Bringing back the web: The digital literacies we need right now
Who are we when we're online? And how can we engage in digital spaces in ways that don't undermine the mandates, practices, and ethos of higher education? The keynote explores the underpinnings of our emergent information ecosystem. Digital and open spaces are being weaponized, while pervasive surveillance and predatory practices are normalized. Trolling and bots are regular features of social landscapes, and people are often hesitant to engage online in fighting the echo chamber. Concepts of what it means to know are increasingly generated outside the academy, in Silicon Valley AI frameworks.
What does this mean for higher ed, and for the future of knowledge in a data society? This keynote, from Virginia Tech's Digital Literacy Symposium, explores ideas grounded in adult education, critical pedagogy histories, and contemporary open practices—including participatory digital literacies and the pro-social web—that may be ways we can ALL help bring the web back from the brink.
Something is rotten in democracy when huge numbers of those
participating in its debates are unaccountable and
untraceable, when we cannot know who or even
what they are…the bots are everywhere now.
Information organizations, from libraries to schools and
universities to governmental agencies, are increasingly being
displaced by a variety of web-based "tools" as if there are
no political, social, or economic
consequences of doing so.
- Noble (2018)
The new Silicon Valley venture philanthropists are seeking
more overtly computational models of education reform…
to design new software systems and
technological fixes for insertion into the
institutions of education.
- Williamson (2017)
Williamson, B. (2017). Educating Silicon Valley: Corporate education reform and the reproduction of the techno-economic revolution. Review of
Education, Pedagogy, and Cultural Studies, 39(3), 265–288. doi:10.1080/10714413.2017.1326274
we’ve handed over control of our
data, our identities, & our
shared public infrastructures,
we are outsourcing
knowledge-making & governance
we need to bring back the web.
Or bring into being a NEW web.
a pro-social, pro-societal web.
• NOT anti-technology
• Threatened by the effects of
encroaching industrial systems
• No vote to change the systems
• Organized “friendly societies” for
• Broke machines
• 14 executed in 1813
• When you don’t tell your story, it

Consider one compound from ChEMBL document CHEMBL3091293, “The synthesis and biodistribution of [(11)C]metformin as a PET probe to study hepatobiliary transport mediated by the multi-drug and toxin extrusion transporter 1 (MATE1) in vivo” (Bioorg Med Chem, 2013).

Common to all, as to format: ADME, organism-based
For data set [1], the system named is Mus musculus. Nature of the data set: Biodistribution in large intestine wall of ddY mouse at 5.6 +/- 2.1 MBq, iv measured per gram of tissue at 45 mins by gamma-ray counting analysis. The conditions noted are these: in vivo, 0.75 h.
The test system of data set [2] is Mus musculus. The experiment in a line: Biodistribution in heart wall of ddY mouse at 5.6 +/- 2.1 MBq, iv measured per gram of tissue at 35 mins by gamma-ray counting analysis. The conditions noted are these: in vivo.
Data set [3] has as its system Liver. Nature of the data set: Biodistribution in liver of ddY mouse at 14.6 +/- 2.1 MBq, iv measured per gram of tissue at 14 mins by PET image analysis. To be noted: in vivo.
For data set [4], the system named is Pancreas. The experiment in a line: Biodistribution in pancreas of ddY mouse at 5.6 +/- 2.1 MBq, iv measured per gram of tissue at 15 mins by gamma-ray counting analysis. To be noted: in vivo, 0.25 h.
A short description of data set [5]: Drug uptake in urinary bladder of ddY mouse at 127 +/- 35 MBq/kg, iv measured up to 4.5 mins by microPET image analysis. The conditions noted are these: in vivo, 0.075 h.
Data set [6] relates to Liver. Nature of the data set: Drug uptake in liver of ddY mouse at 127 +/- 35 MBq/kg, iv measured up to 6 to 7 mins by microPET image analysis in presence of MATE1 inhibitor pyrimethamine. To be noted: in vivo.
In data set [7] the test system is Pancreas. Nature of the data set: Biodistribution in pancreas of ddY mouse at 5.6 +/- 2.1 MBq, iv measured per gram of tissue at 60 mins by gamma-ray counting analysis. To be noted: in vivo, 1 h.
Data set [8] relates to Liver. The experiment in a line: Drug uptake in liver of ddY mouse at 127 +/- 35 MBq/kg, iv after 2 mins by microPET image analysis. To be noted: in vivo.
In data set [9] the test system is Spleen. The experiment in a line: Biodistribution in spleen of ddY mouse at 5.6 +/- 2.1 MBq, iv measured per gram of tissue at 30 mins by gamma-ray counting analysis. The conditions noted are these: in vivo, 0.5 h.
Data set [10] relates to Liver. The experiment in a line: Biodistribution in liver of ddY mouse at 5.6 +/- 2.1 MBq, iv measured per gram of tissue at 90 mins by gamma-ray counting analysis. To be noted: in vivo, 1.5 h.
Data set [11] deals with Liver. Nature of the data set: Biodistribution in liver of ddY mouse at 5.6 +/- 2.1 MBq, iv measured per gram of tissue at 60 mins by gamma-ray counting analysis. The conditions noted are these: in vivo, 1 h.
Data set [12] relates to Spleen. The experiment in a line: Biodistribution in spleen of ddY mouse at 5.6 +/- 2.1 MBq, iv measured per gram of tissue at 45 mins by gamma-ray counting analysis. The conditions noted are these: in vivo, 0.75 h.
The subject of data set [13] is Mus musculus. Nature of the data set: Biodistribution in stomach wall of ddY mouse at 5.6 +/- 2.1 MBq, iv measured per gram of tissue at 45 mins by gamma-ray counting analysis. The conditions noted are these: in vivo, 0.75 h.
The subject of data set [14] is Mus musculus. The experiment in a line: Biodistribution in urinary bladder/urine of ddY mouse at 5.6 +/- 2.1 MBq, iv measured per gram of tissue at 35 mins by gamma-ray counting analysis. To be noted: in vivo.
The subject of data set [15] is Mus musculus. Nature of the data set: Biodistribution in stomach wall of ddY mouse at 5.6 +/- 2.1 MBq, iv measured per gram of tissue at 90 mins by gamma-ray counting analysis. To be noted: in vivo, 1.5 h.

becomes another story
and we DO need to understand what
counts as enfranchisement in
the systems we are in.
a critical pedagogy approach
Nothing will change until WE change – until we
throw off our dependence and
act for ourselves.
- Horton (1997)
key digital literacies for building
a better web:
complicated systems of thought
CANNOT solve complex problems
While machine intelligence
is rapidly outstripping human performance in
many disciplines, it is not the only way of thinking,
and it is in many fields catastrophically destructive.
- Bridle (2018)
we need literacies
– & digital practices –
that foreground COMPLEXITY
no single right answersystem in constant fluxpatterns emerge over time
How might technoscience be appropriated and
reimagined for more liberatory ends? How, in short, can
we design our sociotechnical systems differently?
- Benjamin (2018)
“If you want to travel fast, travel alone.
If you want to travel far,
- probably NOT actually a proverb
the web is a complex system of
collaboration & cooperation.
Collaboration is a coordinated, synchronous activity
that is the result of an ongoing effort to construct and
maintain a shared idea of a problem.
Cooperation divides labor among participants,
so each unit is responsible for solving a
portion of the problem.
our problem? we’ve made ourselves
extras in our systems.
Any strategy other than mindful, thoughtful cooperation
is a form of disengagement: a retreat that cannot hold.
We cannot reject technology any more than we can
ultimately and utterly reject our neighbours in society &
the world; we are
- Bridle (2018)
we can’t fix the web without the
resistance as presence & participation
The classroom, with all its
limitations, remains a
location of possibility. We
have the opportunity to
labor for freedom…even
as we collectively imagine
ways to move beyond
boundaries, to transgress.
This is education as the
practice of freedom.
– hooks, 1994